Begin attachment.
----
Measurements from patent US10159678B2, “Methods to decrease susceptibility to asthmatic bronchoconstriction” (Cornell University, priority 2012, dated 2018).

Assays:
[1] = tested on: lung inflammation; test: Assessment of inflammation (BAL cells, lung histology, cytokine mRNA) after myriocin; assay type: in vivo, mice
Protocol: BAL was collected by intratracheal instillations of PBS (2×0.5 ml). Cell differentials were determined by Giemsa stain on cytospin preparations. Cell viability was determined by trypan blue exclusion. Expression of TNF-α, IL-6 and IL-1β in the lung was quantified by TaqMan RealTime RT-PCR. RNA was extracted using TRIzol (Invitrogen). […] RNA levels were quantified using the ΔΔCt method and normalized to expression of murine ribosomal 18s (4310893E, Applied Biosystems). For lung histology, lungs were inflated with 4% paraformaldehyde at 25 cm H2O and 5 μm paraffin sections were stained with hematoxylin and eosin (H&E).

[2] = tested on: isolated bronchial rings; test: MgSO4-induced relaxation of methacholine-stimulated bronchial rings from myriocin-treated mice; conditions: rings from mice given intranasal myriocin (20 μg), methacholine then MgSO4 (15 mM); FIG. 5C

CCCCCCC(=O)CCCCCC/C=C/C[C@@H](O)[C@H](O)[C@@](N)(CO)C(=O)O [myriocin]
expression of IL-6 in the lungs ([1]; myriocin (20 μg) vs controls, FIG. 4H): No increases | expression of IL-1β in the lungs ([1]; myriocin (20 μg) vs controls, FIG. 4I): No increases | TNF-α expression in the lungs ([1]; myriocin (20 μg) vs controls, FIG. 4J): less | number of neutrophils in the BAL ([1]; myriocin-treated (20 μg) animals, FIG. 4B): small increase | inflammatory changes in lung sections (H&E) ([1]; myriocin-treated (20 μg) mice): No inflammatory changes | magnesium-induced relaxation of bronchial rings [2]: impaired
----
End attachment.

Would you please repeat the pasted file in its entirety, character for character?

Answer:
Measurements from patent US10159678B2, “Methods to decrease susceptibility to asthmatic bronchoconstriction” (Cornell University, priority 2012, dated 2018).

Assays:
[1] = tested on: lung inflammation; test: Assessment of inflammation (BAL cells, lung histology, cytokine mRNA) after myriocin; assay type: in vivo, mice
Protocol: BAL was collected by intratracheal instillations of PBS (2×0.5 ml). Cell differentials were determined by Giemsa stain on cytospin preparations. Cell viability was determined by trypan blue exclusion. Expression of TNF-α, IL-6 and IL-1β in the lung was quantified by TaqMan RealTime RT-PCR. RNA was extracted using TRIzol (Invitrogen). […] RNA levels were quantified using the ΔΔCt method and normalized to expression of murine ribosomal 18s (4310893E, Applied Biosystems). For lung histology, lungs were inflated with 4% paraformaldehyde at 25 cm H2O and 5 μm paraffin sections were stained with hematoxylin and eosin (H&E).

[2] = tested on: isolated bronchial rings; test: MgSO4-induced relaxation of methacholine-stimulated bronchial rings from myriocin-treated mice; conditions: rings from mice given intranasal myriocin (20 μg), methacholine then MgSO4 (15 mM); FIG. 5C

CCCCCCC(=O)CCCCCC/C=C/C[C@@H](O)[C@H](O)[C@@](N)(CO)C(=O)O [myriocin]
expression of IL-6 in the lungs ([1]; myriocin (20 μg) vs controls, FIG. 4H): No increases | expression of IL-1β in the lungs ([1]; myriocin (20 μg) vs controls, FIG. 4I): No increases | TNF-α expression in the lungs ([1]; myriocin (20 μg) vs controls, FIG. 4J): less | number of neutrophils in the BAL ([1]; myriocin-treated (20 μg) animals, FIG. 4B): small increase | inflammatory changes in lung sections (H&E) ([1]; myriocin-treated (20 μg) mice): No inflammatory changes | magnesium-induced relaxation of bronchial rings [2]: impaired